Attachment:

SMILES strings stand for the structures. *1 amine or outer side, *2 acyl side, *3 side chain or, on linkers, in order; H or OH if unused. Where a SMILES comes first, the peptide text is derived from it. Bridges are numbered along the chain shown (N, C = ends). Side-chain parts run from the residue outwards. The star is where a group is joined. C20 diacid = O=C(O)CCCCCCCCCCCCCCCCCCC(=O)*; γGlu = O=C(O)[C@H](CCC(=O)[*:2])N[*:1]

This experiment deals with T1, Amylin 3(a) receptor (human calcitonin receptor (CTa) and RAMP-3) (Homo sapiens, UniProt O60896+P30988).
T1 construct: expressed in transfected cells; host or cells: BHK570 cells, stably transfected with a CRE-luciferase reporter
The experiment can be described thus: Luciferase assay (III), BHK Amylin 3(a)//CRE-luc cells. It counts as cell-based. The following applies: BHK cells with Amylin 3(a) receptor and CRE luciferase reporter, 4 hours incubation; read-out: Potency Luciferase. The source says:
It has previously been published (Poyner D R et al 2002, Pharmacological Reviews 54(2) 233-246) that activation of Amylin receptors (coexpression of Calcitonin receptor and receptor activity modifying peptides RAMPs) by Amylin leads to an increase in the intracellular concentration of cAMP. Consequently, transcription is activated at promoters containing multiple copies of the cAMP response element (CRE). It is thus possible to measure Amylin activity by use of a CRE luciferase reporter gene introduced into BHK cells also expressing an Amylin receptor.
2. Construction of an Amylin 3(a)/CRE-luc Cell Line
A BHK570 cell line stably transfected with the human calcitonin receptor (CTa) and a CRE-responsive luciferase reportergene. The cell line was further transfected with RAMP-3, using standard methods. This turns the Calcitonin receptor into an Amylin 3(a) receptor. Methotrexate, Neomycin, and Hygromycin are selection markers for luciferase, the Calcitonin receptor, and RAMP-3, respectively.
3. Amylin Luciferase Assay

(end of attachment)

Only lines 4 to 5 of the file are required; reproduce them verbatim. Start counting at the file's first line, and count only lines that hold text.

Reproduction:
The experiment can be described thus: Luciferase assay (III), BHK Amylin 3(a)//CRE-luc cells. It counts as cell-based. The following applies: BHK cells with Amylin 3(a) receptor and CRE luciferase reporter, 4 hours incubation; read-out: Potency Luciferase. The source says:
It has previously been published (Poyner D R et al 2002, Pharmacological Reviews 54(2) 233-246) that activation of Amylin receptors (coexpression of Calcitonin receptor and receptor activity modifying peptides RAMPs) by Amylin leads to an increase in the intracellular concentration of cAMP. Consequently, transcription is activated at promoters containing multiple copies of the cAMP response element (CRE). It is thus possible to measure Amylin activity by use of a CRE luciferase reporter gene introduced into BHK cells also expressing an Amylin receptor.